Hoodoo Hall is a spectacular canyon in the Ghost River Wilderness Area.
The Ghost Region is north of the TransCanada Highway and Kananaskis Country and, close to the east border of Banff National Park, Alberta, Canada.
The day begins with a drive about 13 KM (8.4 miles) west of Cochrane, Alberta on Highway 1A to a right turn (north) onto Forestry Trunk Road 940, followed by a 26 KM drive north to a left turn onto the nondescript, private Ghost River Road constructed by TransAlta Utilities.
The closed entrance gate makes it necessary to open the gate to allow the car through, into the field, followed by the very important closing of the gate behind to prevent roaming livestock from wandering out from the enclosure. An additional 17 KM of exciting road later arrives at the top of a steep hill which winds down to the Ghost River.
A conventional vehicle must park at the top of the hill and the hike would begin at this point, adding an additional 8 KM (5 miles) return to the route. Descending the hill enters four-wheel drive territory which the jeep will negotiate along rough, rugged road and a significant river crossing. A high clearance vehicle is mandatory.
The four-wheel drive vehicle crosses cobble, water and gravel to the signed trail-head. The primary route from this trail-head is though Devil's Gap to Lake Minnewanka but today's objective will be an off-shoot trail through a spectacular canyon called Hoodoo Hall.
The trails require careful route finding using a guide and map and good visuals along the trail provide guidance towards the canyon entrance. There may be water crossings. These routes between Banff National Park and the Ghost are rife with history of early trade development on trails established, first by wildlife and subsequently, by the Native People.
The hike proceeds just less than a kilometer (½ mile), past the First Ghost Lake and through obvious Hoodoo Hall prior to taking a camouflaged trail fork to the left which is obscured by trees. Arrival at the Second Ghost Lake indicates an overshoot error and return steps will be necessary to achieve the original objective. To arrive at the Third Ghost Lake indicates an optional and much different, but equally spectacular, hike to Lake Minnewanka. Press on!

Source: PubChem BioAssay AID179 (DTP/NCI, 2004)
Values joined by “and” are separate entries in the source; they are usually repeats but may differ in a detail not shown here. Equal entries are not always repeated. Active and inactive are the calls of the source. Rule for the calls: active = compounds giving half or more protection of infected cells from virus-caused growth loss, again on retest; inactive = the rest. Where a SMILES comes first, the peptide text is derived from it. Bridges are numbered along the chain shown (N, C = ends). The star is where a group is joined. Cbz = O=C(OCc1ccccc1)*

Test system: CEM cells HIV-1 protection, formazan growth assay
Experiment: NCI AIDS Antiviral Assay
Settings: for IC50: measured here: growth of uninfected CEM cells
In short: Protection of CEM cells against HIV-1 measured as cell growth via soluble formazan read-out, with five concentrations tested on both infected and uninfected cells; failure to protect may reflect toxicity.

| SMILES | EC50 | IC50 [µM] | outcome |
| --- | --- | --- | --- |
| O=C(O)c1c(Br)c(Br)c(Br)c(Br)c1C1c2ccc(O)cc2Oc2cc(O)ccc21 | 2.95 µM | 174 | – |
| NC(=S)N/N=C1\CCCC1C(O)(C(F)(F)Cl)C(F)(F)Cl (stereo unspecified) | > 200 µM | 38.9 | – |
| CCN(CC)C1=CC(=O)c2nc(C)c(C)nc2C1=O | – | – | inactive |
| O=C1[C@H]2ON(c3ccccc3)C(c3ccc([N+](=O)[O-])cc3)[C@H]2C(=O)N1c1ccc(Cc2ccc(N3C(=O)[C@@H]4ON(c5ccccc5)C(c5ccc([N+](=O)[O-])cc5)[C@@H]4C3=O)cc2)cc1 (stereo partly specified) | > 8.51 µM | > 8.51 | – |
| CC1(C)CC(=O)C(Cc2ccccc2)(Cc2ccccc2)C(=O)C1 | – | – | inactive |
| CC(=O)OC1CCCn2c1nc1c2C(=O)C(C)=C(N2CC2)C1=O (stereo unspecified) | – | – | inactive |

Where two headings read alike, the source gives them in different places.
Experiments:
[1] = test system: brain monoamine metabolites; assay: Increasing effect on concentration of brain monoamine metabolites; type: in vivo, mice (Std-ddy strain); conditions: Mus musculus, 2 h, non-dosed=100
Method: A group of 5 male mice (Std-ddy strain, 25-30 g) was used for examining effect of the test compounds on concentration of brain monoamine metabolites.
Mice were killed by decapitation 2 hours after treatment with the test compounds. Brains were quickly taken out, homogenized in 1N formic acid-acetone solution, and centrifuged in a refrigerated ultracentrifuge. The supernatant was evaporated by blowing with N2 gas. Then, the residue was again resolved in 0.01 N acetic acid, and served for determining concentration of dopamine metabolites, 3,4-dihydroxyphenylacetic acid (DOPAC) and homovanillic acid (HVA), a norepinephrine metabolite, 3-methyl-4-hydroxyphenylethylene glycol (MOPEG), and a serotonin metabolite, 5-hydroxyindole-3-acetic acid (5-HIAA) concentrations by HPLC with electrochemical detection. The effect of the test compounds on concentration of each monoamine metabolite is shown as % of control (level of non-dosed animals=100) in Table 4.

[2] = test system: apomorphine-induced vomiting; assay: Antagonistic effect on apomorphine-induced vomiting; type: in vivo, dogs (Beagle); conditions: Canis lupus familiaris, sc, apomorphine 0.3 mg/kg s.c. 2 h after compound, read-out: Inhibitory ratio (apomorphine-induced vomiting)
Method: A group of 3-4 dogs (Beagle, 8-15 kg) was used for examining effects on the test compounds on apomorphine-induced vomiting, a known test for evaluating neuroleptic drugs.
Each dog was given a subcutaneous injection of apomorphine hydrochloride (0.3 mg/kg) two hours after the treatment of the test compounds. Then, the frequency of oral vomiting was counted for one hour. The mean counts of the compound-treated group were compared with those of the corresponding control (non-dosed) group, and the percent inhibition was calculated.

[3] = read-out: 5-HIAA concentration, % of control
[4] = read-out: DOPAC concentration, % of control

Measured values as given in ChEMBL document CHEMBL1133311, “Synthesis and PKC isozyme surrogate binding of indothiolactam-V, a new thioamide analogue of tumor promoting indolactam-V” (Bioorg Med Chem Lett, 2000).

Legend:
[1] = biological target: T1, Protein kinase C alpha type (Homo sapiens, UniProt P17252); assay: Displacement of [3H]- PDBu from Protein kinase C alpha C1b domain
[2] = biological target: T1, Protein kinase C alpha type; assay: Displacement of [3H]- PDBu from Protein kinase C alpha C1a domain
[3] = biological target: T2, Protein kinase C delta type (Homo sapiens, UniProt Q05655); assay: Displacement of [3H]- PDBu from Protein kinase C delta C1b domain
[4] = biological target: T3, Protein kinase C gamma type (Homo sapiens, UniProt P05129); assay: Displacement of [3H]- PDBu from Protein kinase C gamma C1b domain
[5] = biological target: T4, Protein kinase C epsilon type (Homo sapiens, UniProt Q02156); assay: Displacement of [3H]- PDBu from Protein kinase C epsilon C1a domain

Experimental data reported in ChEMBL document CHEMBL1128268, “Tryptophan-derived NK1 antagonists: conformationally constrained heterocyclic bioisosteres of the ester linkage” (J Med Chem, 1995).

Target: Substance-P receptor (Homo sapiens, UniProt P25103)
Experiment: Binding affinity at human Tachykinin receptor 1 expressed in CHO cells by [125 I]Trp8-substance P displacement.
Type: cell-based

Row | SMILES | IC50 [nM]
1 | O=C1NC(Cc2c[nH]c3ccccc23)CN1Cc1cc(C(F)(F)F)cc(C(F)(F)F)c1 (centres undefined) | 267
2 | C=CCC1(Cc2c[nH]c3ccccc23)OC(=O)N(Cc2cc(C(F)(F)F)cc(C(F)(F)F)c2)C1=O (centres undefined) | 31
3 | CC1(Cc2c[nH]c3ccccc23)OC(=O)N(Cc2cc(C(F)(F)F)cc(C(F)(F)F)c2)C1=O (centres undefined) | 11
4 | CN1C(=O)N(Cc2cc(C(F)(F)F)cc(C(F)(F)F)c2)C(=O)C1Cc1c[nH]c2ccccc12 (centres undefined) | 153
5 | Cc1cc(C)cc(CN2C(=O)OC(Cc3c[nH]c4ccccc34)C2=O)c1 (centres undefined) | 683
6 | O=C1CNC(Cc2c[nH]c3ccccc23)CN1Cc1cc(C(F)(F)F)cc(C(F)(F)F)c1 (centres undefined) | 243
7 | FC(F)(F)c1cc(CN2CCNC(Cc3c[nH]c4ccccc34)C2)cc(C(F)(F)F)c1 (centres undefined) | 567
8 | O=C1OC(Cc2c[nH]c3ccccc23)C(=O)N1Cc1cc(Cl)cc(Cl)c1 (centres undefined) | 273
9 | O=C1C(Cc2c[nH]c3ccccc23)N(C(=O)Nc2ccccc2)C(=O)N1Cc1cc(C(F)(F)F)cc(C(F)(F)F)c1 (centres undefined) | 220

Entrance into the canyon leads over and around boulders and beyond to an incredible, surreal experience in a tight canyon with lofty vertical walls.
Past the Yellow Wall, the Green Angel Waterfall looms more than 50 meters (164 ft) above. Water flow is low and the narrow canyon walls leave nowhere to go that will allow the camera to photograph the entire waterfall in a single frame so the alternative is first the top, then the bottom. Negative ionization created by the falling water combined with the echoing sound of water against rock is hypnotic and begs for time taken to absorb and energize the senses.
After an appropriate break in momentum, the hike continues for another kilometer through the tight canyon. As the canyon twists and turns past branches on either side, there are multiple opportunities for short scramble ascents into draws which reveal pools of sun-warmed, crystal water nestled in smooth, rock bowls created by eons of perpetual runoff. Often the tiny streams disappear underground into the surrounding wilderness.
When the canyon opens up, massive walls come into view and previously constricted views transform into sky and cliff. The hike continues through fascinating rock corridors topped by evergreen forest but the option to continue is truncated with the decision to turn around near Orient Point and enjoy the same trip in reverse where the experience is again a unique, fascinating visual and auditory treat. The occasional spoken words are reverently whispered between rock walls which provide melodic, reverberating amplification.
Exiting Hoodoo Hall, the setting sun creates color-charged images at the hoodoos which are highlighted by lengthening dark shadows which beg to be captured by the mind and the camera.
The relaxing adventurous day seems like a week-long vacation. The Hoodoo Hall hike requires navigation using a good topographical map and a detailed hiking guide. A GPS may help outside the canyons but could be of limited or no value within the steep and tight canyon walls.